Thursday, April 5, 2012
Saturday, March 24, 2012
Over these last few weeks, I've made a plethora of goodies. Goodies that had little photoshoots with my Sony. The same Sony that I can't find the adapter of. So I can't upload the pictures. This was a huge disappointment. Here's a list of all the things I've made.
- Pepperjack Popovers
- Chocolate Cupcakes with Peanut Butter Frosting
- Blueberry Muffins
- Pumpkin Bread with a Cream Cheese Swirl
- Cheddar-Herb Quickbread
- Corn Muffins
All of these were so good! Hopefully, I can find my stupid adapter that LOVES to play hide and seek with me soon. Boo. Meanwhile, I have these amazing cornmeal pancakes I made today. Using my noggin, I decided to take these with my phone. Instagram, thank you for saving these odd lighted pictures. I love you.
I never considered myself a chef. At most, I was an amateur baker. At my lowest points, I was a carblovin' teenager with a clunky camera. I usually leave the cooking to my mom, who is an amazing cook. She can whip up delicious, improv meals from anything. It's siiiick, to say the least. But, when I am home alone, hungry, and left with no leftovers, I love to experiment. Mac and cheese from scratch. Quinoa with a cheese sauce. Quinoa with zucchini and Italian sausage. Fried rice balls.
This time, I had a practically full sack of cornmeal that I bought for corn muffins just sitting in my pantry. I settled on cornmeal pancakes because I wanted to try to cook with cornmeal. I opted to make these savory but you can easily turn them into a sweet breakfast, brunch, lunch, or dinner. Just add some vanilla and drizzle with maple syrup or honey. ALSO, hi vegans! These are for you! I added some sour cream because I wanted to be risky but omit that. Use 1/4 cup of any milk subsitute and you are set.
Savory Cornmeal Pancakes with Carmelized Onions
adapted from Mark Bittman
3/4 cup stone ground cornmeal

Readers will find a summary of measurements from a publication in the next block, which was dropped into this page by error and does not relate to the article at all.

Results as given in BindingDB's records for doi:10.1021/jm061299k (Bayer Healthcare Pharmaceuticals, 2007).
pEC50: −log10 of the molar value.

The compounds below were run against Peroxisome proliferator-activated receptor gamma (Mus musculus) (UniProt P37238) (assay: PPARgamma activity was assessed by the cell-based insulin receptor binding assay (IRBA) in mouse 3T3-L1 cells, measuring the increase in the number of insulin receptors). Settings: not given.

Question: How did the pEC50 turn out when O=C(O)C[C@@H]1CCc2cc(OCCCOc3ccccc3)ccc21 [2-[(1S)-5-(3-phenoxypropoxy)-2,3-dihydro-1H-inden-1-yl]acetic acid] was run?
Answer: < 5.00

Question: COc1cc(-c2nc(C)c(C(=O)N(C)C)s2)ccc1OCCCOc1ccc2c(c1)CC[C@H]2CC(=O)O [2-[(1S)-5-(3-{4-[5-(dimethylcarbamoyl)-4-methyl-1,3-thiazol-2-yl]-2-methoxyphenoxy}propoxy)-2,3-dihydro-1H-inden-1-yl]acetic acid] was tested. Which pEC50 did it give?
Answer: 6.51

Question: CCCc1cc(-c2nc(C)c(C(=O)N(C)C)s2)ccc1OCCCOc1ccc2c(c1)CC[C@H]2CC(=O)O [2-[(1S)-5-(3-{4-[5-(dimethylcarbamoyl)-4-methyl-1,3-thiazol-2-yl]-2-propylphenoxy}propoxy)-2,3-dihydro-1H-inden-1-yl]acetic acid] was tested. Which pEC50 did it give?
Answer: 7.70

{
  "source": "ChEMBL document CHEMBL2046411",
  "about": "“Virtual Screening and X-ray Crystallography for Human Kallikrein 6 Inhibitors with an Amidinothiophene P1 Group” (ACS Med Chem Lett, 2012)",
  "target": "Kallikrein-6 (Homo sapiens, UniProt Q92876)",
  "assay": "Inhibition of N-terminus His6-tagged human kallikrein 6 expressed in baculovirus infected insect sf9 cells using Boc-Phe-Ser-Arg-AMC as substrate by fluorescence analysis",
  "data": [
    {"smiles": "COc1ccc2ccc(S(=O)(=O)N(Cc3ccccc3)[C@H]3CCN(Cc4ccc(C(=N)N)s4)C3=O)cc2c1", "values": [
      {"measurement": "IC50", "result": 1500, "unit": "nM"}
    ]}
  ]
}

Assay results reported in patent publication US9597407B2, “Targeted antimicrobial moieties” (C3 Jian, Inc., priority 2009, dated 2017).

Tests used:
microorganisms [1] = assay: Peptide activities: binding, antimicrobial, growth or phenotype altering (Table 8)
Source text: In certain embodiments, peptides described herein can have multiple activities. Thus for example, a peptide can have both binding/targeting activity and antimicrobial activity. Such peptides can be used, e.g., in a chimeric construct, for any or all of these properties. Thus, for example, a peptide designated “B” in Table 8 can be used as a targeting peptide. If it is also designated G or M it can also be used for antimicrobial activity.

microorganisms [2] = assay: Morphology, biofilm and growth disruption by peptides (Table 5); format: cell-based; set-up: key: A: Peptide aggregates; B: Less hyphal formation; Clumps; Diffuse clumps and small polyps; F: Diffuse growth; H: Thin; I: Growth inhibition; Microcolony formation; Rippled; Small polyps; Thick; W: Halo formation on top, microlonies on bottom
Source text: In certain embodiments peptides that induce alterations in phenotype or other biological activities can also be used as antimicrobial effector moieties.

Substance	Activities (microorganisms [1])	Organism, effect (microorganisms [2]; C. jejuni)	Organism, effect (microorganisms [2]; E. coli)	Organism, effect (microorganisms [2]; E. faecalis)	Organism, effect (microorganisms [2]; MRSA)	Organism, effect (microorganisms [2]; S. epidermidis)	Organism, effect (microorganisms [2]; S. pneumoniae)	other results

3/4 cup boiling water
1/2 tsp salt
1 tbsp olive oil
scant 1/4 cup milk
1 tbsp (+ more for serving) sour cream
1 large onion
Slice an onion thinly. Heat up a thickbottomed pan (I used a glass pot) and coat it with olive oil. And follow these instructions.
While the onions are getting delicious, put the cornmeal, salt, and boiling water in one bowl. Let it sit for ten minutes.
Stir in the milk slowly until it is thick but spreadable. Add the sour cream and oil and stir to combine.
Heat up a griddle or cast iron pan. Follow the best instructions for making pancakes. I never use the conventional way because it just don't work for me. I always keep it at medium heat because the pan always spurts oil and becomes a hot, scary mess. Follow Mark Bittman's instructions, unless you're like me.
when the pancakes are done, put them on a paper towel over the plate. You don't have to but I like to. Your onions should be a nice light brown. If you want to caramelize them even further, feel free too. I like them with a crunch. To serve, top the pancakes with the onions, a dollop of sour cream, and sliced cherry tomatoes. Sprinkle tomatoes with salt and pepper.
Dig in! Take a forkful of all the elements and swoon. Happy eating!
Friday, March 9, 2012
I think I have found my dream university. To be honest, this prestigious college was never on my top three list. However, after visiting the campus, breathing in the woodsy air and walking amongst the bundled up students, it just felt right. For the longest time, I thought that an urban college with a small campus surrounded by the greatest city in the country, also known as Manhattan, would be the best fit for me. Then, reality settled in and a variety of factors bothered me. Soon after, I visited the campus of the rural school. It's seriously beautiful, vast, and lush with thick trees. The only downside would be the intensely frigid weather. Then, as I baked some Nutella chocolate chip cookies for my friend and her mother who brought me to this campus, I realized that cold weather means a desire for warmth. A desire for warmth means turning on the oven. Turning on the oven means more baked goods. Yes. More baked goods. Sounds good to me.
My dream college reminds me of this crisp. Homey and rustic. I dunno how to explain it but they just go hand in hand. Rural colleges and rustic desserts. Now, about this pear cranberry crisp. It was my very first crisp. I never tasted nor baked a crisp before. As I took my second bite, I asked myself why I never did. It was sinfully easy; I'll be making this again, very, very soon.
Pear and Cranberry Crisp
Adapted from The Pioneer Woman
5 Bosc pears
3/4 cup of dried cranberries
scant 2/3 cup raw or granulated sugar
1/4 tsp salt
1 1/2 cup all purpose flour
3/4 cup old fashioned oats
scant 1/3 cup raw or granulated sugar
1/3 packed light brown sugar
heaping 1/2 tsp cinnamon
1 stick butter, melted
Peel, core, and dice the pears. This took me a whiiiiilllle. I'm slow; I apologize. Mix with the cranberries, sugar, and salt. Set aside
Combine the flour, two sugars, cinnamon, and oats together. Add in the melted butter and mix.